spaces and touching on the path as a longstanding motif in Persian
  poetry. The film's themes subtly broaden, culminating in a haunting and
  unexpected final image. Yuiko Matsuyama's contemplative Reminiscence
  uses old home-movie footage, layered and multiplied on an optical
  printer, to create a reflection on memory. The Toronto International
  Film Festival presents Wavelengths. For ticket information please call
  (416)968-FILM or go to All Wavelengths
  screenings will be held at the Al Green Theatre.

Toronto, Ontario, Canada: Toronto International Film Festival
9:00 p.m., 750 Spadina Avenue, Toronto, ON M5S 2J2

  This series of striking and colourful films and videos takes us to a
  series of distinctive spaces: observed, imagined and recombined. The
  great surrealist animator Lawrence Jordan's new work, Poet's Dream,
  begins in sleepy darkness but soon bursts into brilliant colour. It is a
  work of exquisite, languid beauty set in a wilderness of
  nineteenth-century engravings. In lions and tigers and bears, Rebecca
  Meyers focuses on the urban wildlife, both real and simulated, with
  which we share our cities. The most unlikely creatures somehow survive
  in a hostile environment, while animals are also invoked in artworks,
  corporate logos and other icons. Pets and animal icons testify to a
  human longing for proximity to wildlife, while the urban landscape
  offers its fugitive creatures artificial substitutes for the tree limbs
  and tunnels of the wild. Oliver Husain's Swivel creates a kind of
  Frankenstein portrait of the new Shanghai, digitally stitching together
  shots captured all over the city by an insistently panning camera.
  Locations shift from the suburbs into the city and back. The result is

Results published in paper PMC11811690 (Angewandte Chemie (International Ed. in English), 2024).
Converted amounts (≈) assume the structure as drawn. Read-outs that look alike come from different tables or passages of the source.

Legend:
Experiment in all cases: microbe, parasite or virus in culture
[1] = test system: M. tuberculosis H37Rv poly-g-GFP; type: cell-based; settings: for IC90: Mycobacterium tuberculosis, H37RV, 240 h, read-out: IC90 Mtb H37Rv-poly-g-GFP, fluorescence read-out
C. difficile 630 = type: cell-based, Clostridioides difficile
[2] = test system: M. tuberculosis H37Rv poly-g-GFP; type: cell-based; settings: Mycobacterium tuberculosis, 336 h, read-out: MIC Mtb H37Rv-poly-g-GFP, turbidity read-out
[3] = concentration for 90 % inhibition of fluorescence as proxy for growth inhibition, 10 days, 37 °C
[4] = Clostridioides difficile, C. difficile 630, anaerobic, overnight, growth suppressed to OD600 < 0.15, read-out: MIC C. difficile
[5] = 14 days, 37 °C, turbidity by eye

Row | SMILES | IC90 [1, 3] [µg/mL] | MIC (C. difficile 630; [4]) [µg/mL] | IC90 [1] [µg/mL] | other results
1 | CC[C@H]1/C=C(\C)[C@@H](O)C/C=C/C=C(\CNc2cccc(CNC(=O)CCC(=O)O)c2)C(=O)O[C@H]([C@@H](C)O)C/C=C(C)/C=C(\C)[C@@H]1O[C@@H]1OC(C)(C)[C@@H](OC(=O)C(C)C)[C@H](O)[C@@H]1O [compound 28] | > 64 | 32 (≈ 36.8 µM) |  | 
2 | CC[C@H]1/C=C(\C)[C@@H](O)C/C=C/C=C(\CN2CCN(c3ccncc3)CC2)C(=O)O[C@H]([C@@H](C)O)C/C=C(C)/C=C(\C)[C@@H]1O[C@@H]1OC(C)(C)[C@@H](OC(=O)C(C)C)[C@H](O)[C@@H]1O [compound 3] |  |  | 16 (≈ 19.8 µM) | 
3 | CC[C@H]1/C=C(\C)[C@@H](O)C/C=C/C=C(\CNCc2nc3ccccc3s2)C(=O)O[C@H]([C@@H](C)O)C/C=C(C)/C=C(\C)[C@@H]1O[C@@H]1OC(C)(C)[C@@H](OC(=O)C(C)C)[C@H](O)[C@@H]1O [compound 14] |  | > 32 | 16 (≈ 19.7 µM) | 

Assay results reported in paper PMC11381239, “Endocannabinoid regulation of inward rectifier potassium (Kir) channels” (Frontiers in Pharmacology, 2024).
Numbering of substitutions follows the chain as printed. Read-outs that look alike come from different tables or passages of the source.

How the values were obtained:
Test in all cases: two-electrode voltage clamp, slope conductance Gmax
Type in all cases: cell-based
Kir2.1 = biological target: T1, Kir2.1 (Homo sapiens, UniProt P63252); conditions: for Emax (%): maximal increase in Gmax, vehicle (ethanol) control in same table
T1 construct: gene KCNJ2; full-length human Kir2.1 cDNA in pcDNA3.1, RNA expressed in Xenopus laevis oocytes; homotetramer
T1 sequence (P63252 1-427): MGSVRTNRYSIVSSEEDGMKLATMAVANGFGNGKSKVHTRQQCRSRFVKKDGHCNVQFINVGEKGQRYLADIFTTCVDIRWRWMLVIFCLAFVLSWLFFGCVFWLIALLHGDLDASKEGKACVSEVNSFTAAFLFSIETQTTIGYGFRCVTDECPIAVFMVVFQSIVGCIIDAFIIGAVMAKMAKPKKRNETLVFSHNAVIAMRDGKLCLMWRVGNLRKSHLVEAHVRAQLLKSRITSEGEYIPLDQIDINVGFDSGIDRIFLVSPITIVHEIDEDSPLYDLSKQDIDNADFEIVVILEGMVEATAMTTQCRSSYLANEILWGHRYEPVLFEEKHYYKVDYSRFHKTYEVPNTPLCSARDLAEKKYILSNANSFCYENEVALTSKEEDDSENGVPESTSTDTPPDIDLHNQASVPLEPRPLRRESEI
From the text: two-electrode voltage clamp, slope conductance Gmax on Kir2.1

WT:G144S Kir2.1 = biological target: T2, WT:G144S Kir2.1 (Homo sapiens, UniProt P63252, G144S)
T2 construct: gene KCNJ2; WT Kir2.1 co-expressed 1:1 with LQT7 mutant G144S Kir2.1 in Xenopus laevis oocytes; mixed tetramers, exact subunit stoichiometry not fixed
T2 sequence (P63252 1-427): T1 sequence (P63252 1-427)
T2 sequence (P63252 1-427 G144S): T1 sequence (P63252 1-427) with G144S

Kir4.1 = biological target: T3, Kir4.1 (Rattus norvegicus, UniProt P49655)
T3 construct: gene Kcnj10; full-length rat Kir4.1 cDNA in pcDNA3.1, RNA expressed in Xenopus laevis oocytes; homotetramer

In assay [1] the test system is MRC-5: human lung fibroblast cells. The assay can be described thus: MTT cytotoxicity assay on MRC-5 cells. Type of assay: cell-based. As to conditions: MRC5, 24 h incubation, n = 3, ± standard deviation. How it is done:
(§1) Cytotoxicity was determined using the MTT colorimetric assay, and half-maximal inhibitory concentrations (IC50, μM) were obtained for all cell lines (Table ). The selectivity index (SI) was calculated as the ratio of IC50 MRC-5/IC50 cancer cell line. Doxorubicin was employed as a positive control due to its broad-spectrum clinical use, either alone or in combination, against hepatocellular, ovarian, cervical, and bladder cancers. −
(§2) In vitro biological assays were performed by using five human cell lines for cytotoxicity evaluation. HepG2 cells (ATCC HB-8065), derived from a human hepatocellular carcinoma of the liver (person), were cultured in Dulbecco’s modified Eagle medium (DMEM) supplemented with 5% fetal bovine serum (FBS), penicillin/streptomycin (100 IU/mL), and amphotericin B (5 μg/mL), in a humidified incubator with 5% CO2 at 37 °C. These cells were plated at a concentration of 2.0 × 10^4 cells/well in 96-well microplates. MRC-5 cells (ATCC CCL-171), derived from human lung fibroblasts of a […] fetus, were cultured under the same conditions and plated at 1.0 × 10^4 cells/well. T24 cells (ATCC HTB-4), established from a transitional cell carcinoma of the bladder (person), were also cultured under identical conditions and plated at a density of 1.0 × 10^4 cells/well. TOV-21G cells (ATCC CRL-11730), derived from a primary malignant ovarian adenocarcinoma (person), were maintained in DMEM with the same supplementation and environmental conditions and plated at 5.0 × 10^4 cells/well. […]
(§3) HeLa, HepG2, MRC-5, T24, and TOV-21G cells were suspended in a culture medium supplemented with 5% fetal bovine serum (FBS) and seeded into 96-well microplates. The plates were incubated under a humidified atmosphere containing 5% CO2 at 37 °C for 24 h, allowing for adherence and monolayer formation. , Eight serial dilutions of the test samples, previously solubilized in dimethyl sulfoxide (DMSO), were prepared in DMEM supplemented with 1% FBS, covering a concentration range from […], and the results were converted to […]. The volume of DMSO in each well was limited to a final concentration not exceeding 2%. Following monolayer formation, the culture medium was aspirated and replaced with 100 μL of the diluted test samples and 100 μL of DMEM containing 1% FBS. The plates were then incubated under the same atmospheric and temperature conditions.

an oddly mesmerizing picture of a city whose architecture becomes a
  highly theatrical space for its inhabitants. Little known in North
  America, Josef Dabernig is an established photographer and filmmaker
  whose sense of the uncanny is matched by a rigorous practice. In Lancia
  Thema, a mysterious man travels through an unsigned European landscape
  in the titular vehicle. Though shot in the tradition of European art
  cinema (Antonioni's Red Desert and The Passenger come to mind), the film
  playfully raises narrative expectations that become increasingly
  untenable. For 3 Minuten, Christoph Brunner created three one-minute
  shots of a train station platform by running the same strip of film
  through the camera 240 times over the course of four hours. The result
  is an image in which moving objects appear only as the most subtle of
  ghostly impressions in a mysteriously empty space. Takashi Ishida's Ema
  • Emaki II is also composed using a series of minute-long units. In this
  film Ishida animates organic linear forms that grow ever upwards. Each
  piece of animation is then recombined with the others in a series of
  variations created through multiple exposures. The Toronto International